Strobist Nikon SB-28


The SB-28 is one of the most loved strobist flashes on the market, and that’s for a reason: it is strong, powerful, versatile and super reliable.

Nikon SB28 SB-28 Speedlight

Strobist Must-Haves

The minimum requirements are (1) a full manual mode that goes down in several steps to at least 1/16 power, (2) the ability to fire the flash unit with X-contact only without using additional pins or another reliable triggering option such as a PC synch socket (an optical slave is not a reliable option). Lastly, (3) a standby mode which can be switched off is needed, as wireless flash triggers do not wake up sleeping flashes as cameras do. Obviously, having no standby mode is an advantage for strobists!

  • manual mode
    • has manual mode: yes
    • minimum manual power: 1/64
    • all full stops from 1/1 to 1/64: yes
  • X contact firing: yes
  • flash standby mode: can be deactivated

Verdict: AAA-


For triggering, there are basically 2 options: the standard compatible flash foot and a PC terminal like on all pro grade Nikon speedlights. The flash foot can be fired via X-contact i.e. without usage of the other pins – easy radio triggering guaranteed. The low trigger voltage of 2V means no risk for triggers or cameras. You should prefer flash units with a safe trigger voltage if you ever think about putting the flash directly on the camera, and a standard ISO foot, which just means to keep your fingers off Minolta / Sony flashes that use another interface.

Manual Mode

The Nikon 28 offers a rather wide range of manual power settings: To activate the manual mode, press the “Mode” button until you see an “M” in the display. You then can choose the desired output level with the “+” and “-” buttons, from 1/1 – 1/2 – 1/2(-1/3) – 1/2(-2/3) down to 1/64, which means a range of 7 f-stops. Like some other Nikons, there are no intermediate levels available between full power and half, but third stops when going down further.


The SB-28 has a standby mode, but luckily it can be switched off: Turn the flash off. Then press and hold the MODE button and turn the unit on. This changes the standby-setting, which is by default 80 seconds. So what you can have is either 80 seconds standby or no standby at all – which is what we want.

Flash Head

6 different zoom settings: 24 – 28 – 35 – 50 – 70 – 85 mm. With its built in wide angle diffusor, you come down to a minimum of 18 mm coverage (there is also a 20mm setting with the diffusor). To activate manual zoom, press the “Zoom” and the “+” button together for 2 seconds.There is no 2nd reflector, but an additional LED at the front side that can be used to reduce the red-eye effect with direct lighting. This feature is controlled from the camera and does not work with all models (e.g. not compatible with F5).

Output specifications

The guide number is specified as 36 at ISO 100 in the 35 mm reflector position. At 18mm – with diffusor – it reaches 18, whereas the number rises to 50 in the 85 mm position. With full power, flash duration is 1/840 and the flash recycles in 6.5 seconds with AA batteries. With one of Nikon’s external power packs attached, recycling time goes down to 2.0 – 4.5 seconds (with SD-8/a or SK-6/a). With an SD-7 and 6 AA batteries, recycling time is 2.5 seconds.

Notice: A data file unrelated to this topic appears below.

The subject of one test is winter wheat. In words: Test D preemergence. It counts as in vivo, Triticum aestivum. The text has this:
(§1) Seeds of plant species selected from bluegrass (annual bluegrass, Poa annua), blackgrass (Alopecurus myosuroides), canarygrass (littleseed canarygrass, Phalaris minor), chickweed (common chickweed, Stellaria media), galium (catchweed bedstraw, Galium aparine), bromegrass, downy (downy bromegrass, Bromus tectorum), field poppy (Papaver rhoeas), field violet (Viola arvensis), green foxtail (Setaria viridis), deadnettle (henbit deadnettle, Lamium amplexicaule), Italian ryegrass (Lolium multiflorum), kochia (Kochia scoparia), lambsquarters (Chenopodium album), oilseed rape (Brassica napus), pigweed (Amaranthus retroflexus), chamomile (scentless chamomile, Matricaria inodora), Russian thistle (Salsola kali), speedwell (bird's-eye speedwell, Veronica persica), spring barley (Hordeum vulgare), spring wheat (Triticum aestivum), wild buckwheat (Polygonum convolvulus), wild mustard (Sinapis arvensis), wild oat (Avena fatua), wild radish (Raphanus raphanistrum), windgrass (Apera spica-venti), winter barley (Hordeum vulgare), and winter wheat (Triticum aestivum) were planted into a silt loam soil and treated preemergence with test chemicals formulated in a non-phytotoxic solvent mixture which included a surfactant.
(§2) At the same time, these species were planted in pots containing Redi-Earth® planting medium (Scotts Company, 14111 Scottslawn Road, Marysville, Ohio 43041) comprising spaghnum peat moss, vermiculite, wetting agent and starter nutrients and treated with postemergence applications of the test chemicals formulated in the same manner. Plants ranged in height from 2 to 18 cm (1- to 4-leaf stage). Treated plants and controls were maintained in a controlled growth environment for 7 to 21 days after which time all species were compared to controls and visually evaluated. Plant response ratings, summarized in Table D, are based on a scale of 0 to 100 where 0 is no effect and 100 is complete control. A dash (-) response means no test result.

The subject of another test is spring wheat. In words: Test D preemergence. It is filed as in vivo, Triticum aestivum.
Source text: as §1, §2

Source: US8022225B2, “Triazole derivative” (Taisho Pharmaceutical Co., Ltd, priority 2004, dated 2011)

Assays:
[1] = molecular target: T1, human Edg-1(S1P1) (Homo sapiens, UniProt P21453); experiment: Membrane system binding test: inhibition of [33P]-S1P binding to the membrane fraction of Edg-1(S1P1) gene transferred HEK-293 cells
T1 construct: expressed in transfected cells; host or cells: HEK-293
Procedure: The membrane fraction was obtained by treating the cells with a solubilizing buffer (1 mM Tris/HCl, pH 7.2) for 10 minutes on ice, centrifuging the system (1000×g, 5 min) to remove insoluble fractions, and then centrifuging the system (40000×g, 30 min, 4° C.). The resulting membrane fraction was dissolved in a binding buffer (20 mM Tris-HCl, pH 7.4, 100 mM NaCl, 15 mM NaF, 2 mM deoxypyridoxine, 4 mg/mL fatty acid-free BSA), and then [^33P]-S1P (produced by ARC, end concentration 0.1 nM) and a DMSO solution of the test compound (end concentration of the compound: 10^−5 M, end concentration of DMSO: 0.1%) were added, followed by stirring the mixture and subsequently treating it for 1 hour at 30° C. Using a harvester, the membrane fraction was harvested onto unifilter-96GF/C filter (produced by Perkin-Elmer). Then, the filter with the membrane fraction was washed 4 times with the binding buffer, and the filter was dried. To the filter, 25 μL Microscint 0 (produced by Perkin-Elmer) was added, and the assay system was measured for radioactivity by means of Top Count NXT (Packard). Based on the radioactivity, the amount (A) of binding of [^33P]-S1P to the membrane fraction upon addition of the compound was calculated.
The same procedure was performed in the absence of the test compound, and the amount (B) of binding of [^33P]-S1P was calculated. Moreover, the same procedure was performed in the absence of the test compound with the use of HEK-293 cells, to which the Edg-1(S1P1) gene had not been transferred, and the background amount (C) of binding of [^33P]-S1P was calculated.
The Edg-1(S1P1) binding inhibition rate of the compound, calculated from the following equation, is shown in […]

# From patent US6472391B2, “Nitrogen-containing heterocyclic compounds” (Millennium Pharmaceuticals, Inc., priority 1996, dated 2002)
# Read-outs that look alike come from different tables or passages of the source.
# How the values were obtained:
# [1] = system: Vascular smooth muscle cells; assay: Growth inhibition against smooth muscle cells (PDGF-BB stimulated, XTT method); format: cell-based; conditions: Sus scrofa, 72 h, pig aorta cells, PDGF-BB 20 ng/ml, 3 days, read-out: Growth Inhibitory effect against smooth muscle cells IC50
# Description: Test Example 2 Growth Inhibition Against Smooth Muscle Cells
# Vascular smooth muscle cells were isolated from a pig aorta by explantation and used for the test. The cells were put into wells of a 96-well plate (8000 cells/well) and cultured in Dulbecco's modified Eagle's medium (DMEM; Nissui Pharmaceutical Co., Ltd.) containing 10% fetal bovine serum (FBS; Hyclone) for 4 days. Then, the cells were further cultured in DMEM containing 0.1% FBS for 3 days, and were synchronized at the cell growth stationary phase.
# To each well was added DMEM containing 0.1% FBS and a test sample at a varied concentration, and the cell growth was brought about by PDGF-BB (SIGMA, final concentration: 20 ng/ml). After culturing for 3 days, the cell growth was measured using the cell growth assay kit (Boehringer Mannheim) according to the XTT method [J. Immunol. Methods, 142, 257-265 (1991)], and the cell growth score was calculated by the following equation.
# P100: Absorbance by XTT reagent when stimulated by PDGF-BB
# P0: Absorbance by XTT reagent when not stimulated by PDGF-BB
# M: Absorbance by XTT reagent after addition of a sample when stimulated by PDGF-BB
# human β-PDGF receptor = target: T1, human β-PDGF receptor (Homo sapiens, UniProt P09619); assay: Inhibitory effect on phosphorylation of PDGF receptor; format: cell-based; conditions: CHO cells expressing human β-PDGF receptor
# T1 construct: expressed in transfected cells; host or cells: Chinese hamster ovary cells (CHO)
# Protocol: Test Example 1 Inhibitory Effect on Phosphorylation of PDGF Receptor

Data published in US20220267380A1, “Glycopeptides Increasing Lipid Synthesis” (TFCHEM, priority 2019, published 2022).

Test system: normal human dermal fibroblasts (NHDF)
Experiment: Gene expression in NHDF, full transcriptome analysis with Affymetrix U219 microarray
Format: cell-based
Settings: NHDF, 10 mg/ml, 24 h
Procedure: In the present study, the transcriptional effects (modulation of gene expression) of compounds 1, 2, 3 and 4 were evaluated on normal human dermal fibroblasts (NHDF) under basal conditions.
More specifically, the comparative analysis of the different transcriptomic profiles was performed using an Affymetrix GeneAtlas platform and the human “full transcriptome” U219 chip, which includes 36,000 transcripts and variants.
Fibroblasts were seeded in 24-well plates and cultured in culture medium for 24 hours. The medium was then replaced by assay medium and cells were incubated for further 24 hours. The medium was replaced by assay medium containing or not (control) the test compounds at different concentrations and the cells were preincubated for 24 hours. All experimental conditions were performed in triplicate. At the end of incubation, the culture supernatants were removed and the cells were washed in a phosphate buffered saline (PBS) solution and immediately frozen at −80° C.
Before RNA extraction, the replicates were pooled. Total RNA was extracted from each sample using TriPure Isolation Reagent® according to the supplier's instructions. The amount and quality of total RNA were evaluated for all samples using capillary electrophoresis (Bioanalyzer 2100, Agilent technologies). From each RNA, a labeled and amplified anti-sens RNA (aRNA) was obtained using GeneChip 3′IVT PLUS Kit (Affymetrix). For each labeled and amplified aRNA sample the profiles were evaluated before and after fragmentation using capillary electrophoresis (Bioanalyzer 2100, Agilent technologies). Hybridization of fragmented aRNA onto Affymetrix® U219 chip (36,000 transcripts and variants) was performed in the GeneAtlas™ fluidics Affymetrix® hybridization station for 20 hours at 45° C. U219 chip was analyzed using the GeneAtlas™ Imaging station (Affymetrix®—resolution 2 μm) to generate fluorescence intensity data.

The handbook states that it can fire up to 30 bursts in a row with 6 frames per second at the 1/64 power level.

Power Supply

Apart from being powered by 4 x AA, the Nikon SB-28 / Nikon SB-28DX has a plug for an external Nikon battery pack. Please not that these interfaces look differently for the European vs the international version. The latter can be powered by an SD-7, SD-8 and the flash bracket SK-6. European models need to be powered by SD-8a or SK-6a, but there is no SD-7 in a European version specified.


The SB-28DX, announced in 1999, is a modernized version of the 28 model, but the only real difference is that it features Nikon’s D-TTL flash system which was used together with the first generation of digital cameras. The 28DX even has the same instruction manual as the 28 model with an extra leaflet attached explaining just the one new feature. D-TTL is useless today, as it’s been replaced by i-TTL which was introduced with the SB-800 in 2003, and which has a much better reputation among photographers. So for practical strobist use, there is no difference between the 2 flash models, and for people looking for an i-TTL lash there is also no difference: no i-TTL in either of the two.

Full Tech Specs

Model Information
Brand Nikon
Model SB-28
First introduction 1997
Successor SB-28DX
Output Specs
Guide number spec
(35mm, ISO 100, in meters)
Guide number test result ?
Manual power settings 1/1 – 1/2 – 1/4 – 1/8 – 1/16 – 1/32 – 1/64
Flash duration (full power) 1/840
Recycle time spec
(at full power)
6.5 sec alkaline, 4 sec NiMH
Recycle time test result ?
Flash foot material, type plastic, standard ISO (Nikon)
PC Sync Port yes
Optical Slave no
Other Trigger no
Trigger Voltage 2 V
Standby Mode can be deactivated
Flash Head Features
Swivel -180 to +90 degrees
Tilt -7 to +90 degrees
Manual Zoom Head (18) 24 – 85
Auto Zoom (18) 24 – 85
Bounce card / 2nd reflector yes / no
LCD Display yes
Power Supply
Batteries Used 4 x AA
External Power Source US: SD-7, SD-8, SK-6. EU: SD-8a or SK-6a
Nikon TTL
D-TTL no
i-TTL no
CLS Wireless Slave no
CLS Wireless Master no
Canon TTL
E-TTL(II) na
E-TTL(II) wireless slave na
E-TTL(II) wireless master na
Other Flash Modes
Stroboscopic Mode yes
Auto Mode yes
TTL Features
AF Assist Light yes
Exposure Compensation in TTL Mode on the Flash unit -3 to +1 (1/3 steps)
Rear Curtain Synchronization yes
High Speed Synchronization yes
Sensor Size Detection (DX, FX, etc) no
Modeling Light no
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